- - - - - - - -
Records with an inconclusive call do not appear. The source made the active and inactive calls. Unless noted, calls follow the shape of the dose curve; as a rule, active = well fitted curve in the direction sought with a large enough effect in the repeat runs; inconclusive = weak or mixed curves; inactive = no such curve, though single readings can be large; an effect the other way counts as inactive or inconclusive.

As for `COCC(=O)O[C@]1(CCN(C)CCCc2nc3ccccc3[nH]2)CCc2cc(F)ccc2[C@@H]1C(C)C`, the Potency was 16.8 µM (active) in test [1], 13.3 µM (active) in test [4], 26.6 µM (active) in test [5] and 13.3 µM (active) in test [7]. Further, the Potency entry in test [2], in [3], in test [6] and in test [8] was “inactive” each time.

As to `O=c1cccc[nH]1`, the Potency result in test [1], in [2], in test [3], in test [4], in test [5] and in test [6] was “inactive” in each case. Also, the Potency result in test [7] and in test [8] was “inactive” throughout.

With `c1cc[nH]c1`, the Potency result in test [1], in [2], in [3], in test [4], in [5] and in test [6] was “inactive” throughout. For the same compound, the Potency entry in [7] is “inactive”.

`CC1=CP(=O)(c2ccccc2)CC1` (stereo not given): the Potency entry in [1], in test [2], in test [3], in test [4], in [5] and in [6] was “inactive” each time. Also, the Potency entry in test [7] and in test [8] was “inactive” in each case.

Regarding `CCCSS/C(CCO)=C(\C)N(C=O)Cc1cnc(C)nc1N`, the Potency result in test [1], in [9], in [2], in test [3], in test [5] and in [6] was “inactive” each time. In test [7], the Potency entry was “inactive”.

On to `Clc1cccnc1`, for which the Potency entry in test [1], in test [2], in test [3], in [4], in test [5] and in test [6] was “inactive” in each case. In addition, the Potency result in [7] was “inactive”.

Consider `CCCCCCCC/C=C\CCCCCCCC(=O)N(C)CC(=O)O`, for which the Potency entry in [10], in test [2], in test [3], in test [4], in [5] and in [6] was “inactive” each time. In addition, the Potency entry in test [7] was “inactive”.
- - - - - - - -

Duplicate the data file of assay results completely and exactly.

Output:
Records with an inconclusive call do not appear. The source made the active and inactive calls. Unless noted, calls follow the shape of the dose curve; as a rule, active = well fitted curve in the direction sought with a large enough effect in the repeat runs; inconclusive = weak or mixed curves; inactive = no such curve, though single readings can be large; an effect the other way counts as inactive or inconclusive.

As for `COCC(=O)O[C@]1(CCN(C)CCCc2nc3ccccc3[nH]2)CCc2cc(F)ccc2[C@@H]1C(C)C`, the Potency was 16.8 µM (active) in test [1], 13.3 µM (active) in test [4], 26.6 µM (active) in test [5] and 13.3 µM (active) in test [7]. Further, the Potency entry in test [2], in [3], in test [6] and in test [8] was “inactive” each time.

As to `O=c1cccc[nH]1`, the Potency result in test [1], in [2], in test [3], in test [4], in test [5] and in test [6] was “inactive” in each case. Also, the Potency result in test [7] and in test [8] was “inactive” throughout.

With `c1cc[nH]c1`, the Potency result in test [1], in [2], in [3], in test [4], in [5] and in test [6] was “inactive” throughout. For the same compound, the Potency entry in [7] is “inactive”.

`CC1=CP(=O)(c2ccccc2)CC1` (stereo not given): the Potency entry in [1], in test [2], in test [3], in test [4], in [5] and in [6] was “inactive” each time. Also, the Potency entry in test [7] and in test [8] was “inactive” in each case.

Regarding `CCCSS/C(CCO)=C(\C)N(C=O)Cc1cnc(C)nc1N`, the Potency result in test [1], in [9], in [2], in test [3], in test [5] and in [6] was “inactive” each time. In test [7], the Potency entry was “inactive”.

On to `Clc1cccnc1`, for which the Potency entry in test [1], in test [2], in test [3], in [4], in test [5] and in test [6] was “inactive” in each case. In addition, the Potency result in [7] was “inactive”.

Consider `CCCCCCCC/C=C\CCCCCCCC(=O)N(C)CC(=O)O`, for which the Potency entry in [10], in test [2], in test [3], in test [4], in [5] and in [6] was “inactive” each time. In addition, the Potency entry in test [7] was “inactive”.